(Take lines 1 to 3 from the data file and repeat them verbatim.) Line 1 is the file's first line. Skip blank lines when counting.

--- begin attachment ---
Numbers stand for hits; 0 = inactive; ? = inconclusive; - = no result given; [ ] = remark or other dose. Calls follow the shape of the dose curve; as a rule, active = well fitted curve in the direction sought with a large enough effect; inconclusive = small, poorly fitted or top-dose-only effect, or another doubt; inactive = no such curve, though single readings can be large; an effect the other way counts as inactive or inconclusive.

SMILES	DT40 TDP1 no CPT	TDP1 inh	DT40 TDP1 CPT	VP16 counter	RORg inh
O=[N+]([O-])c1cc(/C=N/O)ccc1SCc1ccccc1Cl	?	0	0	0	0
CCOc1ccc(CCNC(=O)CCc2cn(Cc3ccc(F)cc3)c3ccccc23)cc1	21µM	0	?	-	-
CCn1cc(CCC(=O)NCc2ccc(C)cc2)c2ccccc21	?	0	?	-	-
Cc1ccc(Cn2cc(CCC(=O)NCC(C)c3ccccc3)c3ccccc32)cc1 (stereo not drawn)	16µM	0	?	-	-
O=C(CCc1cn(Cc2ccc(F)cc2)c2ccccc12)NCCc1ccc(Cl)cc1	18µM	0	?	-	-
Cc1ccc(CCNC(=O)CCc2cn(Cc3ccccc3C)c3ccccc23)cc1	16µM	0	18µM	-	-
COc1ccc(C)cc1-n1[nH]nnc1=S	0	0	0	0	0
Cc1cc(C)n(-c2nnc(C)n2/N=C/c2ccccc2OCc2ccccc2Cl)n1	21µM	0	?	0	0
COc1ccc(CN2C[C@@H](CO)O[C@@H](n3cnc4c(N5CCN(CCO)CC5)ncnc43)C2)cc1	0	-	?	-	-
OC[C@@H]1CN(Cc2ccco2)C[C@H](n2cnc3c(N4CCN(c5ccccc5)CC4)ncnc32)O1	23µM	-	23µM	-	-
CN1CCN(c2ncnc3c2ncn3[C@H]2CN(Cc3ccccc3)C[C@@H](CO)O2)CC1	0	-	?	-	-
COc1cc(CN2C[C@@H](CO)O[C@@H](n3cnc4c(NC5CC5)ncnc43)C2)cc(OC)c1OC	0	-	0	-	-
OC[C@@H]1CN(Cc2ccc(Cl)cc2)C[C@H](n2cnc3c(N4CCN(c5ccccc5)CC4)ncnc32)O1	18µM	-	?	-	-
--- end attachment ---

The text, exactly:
Numbers stand for hits; 0 = inactive; ? = inconclusive; - = no result given; [ ] = remark or other dose. Calls follow the shape of the dose curve; as a rule, active = well fitted curve in the direction sought with a large enough effect; inconclusive = small, poorly fitted or top-dose-only effect, or another doubt; inactive = no such curve, though single readings can be large; an effect the other way counts as inactive or inconclusive.

SMILES	DT40 TDP1 no CPT	TDP1 inh	DT40 TDP1 CPT	VP16 counter	RORg inh
O=[N+]([O-])c1cc(/C=N/O)ccc1SCc1ccccc1Cl	?	0	0	0	0